Today was a typical day in their relationship. They drank too many cocktails at Bar Bleu, went for dinner at Meyra, talked about books, the recklessness of Hamas and Netanyahu. Then they stumbled back to Ryan's apartment at midnight, fucking as soon as they had closed the door. The first time was in the lounge, the second time in his bedroom with the kilims bunched up on the floor and the shade still not fixed on the standing lamp beside the armchair. Ebru had lain there afterward in his arms, thinking that she would never want for another man. Finally she had found someone who understood her and made her feel entirely herself.

The smell of Ryan's breath and the sweat of his body were still all over Ebru as she slipped out of the building just after two o'clock, Ryan snoring obliviously. She took a taxi to Arnavutkoy, showered as soon as she was home, and climbed into bed, intending to return to work just under four hours later.


* * *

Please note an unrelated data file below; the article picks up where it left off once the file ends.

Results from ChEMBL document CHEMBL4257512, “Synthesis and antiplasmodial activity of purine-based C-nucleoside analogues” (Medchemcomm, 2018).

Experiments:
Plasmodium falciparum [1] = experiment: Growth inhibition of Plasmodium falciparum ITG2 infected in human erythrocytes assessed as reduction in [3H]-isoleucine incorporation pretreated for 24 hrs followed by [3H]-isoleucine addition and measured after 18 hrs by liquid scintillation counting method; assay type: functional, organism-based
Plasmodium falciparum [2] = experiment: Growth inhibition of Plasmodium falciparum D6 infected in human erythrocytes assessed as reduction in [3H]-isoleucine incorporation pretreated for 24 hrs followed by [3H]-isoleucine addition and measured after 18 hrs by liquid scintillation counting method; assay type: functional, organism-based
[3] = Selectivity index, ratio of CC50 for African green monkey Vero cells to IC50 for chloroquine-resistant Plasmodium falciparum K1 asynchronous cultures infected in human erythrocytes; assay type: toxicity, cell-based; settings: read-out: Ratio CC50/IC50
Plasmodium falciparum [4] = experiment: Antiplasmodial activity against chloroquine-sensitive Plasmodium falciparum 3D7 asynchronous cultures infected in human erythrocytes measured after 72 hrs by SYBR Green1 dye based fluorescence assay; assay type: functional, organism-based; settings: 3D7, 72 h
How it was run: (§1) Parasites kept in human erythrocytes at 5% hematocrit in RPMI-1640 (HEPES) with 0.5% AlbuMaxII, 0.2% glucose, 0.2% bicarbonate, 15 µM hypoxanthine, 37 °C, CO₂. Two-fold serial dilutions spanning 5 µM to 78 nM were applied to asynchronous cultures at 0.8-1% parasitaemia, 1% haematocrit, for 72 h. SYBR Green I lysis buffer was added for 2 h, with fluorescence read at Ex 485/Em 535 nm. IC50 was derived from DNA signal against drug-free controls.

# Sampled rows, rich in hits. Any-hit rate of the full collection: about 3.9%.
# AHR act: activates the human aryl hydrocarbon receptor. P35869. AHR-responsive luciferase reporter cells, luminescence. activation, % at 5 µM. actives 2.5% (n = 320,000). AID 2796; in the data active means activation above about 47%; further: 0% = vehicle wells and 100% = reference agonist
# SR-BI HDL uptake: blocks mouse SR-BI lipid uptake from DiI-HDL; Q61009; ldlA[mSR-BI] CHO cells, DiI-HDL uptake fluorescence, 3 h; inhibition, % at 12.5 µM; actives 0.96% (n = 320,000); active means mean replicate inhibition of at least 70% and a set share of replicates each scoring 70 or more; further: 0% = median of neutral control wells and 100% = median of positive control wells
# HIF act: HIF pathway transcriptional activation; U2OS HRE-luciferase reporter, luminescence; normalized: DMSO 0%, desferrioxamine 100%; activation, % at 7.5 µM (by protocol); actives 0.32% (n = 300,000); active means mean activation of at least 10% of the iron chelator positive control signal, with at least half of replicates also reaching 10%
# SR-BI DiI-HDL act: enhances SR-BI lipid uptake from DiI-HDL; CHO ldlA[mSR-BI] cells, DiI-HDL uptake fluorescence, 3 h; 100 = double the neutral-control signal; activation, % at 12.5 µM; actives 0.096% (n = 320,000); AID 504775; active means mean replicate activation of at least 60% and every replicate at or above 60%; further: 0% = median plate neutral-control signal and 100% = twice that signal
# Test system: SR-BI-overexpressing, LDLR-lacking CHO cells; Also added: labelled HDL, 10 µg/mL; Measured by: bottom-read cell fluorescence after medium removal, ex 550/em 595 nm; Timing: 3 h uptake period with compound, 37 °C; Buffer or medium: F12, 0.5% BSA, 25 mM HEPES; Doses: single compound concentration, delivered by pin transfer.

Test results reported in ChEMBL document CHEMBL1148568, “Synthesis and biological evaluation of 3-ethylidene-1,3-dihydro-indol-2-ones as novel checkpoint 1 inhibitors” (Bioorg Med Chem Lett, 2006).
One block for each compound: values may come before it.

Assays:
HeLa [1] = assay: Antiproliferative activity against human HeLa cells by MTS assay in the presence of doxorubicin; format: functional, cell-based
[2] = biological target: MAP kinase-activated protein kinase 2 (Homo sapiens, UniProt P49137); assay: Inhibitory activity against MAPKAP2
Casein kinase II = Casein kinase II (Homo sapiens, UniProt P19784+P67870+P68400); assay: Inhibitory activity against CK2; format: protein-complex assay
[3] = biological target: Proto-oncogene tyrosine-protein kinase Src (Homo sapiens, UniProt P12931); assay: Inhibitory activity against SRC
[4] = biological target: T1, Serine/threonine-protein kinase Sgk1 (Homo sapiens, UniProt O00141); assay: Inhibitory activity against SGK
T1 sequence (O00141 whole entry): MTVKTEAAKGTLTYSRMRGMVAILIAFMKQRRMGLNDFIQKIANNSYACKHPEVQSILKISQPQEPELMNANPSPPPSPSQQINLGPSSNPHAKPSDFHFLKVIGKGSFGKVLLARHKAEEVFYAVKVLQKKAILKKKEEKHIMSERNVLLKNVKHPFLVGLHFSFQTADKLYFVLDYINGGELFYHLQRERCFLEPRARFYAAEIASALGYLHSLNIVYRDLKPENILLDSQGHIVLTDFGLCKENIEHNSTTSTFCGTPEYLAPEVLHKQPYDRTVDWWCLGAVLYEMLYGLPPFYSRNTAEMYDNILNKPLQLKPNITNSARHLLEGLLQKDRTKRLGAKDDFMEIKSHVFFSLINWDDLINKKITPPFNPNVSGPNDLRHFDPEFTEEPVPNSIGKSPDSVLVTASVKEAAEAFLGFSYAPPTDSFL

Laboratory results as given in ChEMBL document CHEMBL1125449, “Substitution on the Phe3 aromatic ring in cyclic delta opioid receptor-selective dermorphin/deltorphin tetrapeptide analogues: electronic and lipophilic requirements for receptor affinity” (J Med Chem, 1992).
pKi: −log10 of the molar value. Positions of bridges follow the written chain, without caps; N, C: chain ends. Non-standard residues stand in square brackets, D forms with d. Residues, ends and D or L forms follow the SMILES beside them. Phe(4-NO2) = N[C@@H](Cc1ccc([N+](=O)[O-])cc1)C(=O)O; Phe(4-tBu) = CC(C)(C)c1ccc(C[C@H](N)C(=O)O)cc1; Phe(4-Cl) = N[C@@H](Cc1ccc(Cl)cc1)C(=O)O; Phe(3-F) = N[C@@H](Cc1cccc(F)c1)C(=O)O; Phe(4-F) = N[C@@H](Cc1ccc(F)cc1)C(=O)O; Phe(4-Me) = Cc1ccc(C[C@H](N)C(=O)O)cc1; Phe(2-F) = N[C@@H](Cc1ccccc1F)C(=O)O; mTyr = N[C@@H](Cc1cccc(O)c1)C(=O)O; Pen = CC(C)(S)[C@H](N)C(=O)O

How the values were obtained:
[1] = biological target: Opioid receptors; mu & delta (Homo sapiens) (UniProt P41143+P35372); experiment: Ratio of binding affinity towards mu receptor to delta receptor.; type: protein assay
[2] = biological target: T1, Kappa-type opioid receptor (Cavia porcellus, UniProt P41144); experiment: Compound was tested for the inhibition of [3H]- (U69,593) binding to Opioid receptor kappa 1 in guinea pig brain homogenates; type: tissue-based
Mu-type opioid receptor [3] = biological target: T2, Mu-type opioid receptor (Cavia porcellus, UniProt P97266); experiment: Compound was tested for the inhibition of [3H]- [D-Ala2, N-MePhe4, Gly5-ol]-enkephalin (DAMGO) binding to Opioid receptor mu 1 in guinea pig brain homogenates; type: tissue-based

Burak Turan of the Turkish National Police reckoned you could divide people into two categories: those who didn't mind getting up early in the morning and those who did. As a rule for life it had served him well. The people who were worth spending time with didn't go to sleep straight after Muhtesem Yuzyil and jump out of bed with a smile on their face at half past six in the morning. You had to watch people like that. They were control freaks, workaholics, religious nuts. Turan considered himself to be a member of the opposite category of person: the type who liked to extract the best out of life; who was creative and generous and good in a crowd. After finishing work, for example, he liked to wind down with a tea and a chat at a club on Mantiklal. His mother, typically, would cook him dinner, then he'd head out to a bar and get to bed by midnight or one, sometimes later. Otherwise, when did people find the time to enjoy themselves? When did they meet girls? If you were always concentrating on work, if you were always paranoid about getting enough sleep, what was left to you? Burak knew that he wasn't the most hardworking officer in the barracks, happy to kill time while other, better-connected guys got promoted ahead of him. But what did he care about that? As long as he could keep the salary and the job, visit Cansu on weekends, and watch Galatasaray games at the Turk Telekom every second Saturday, he reckoned he had life pretty well licked.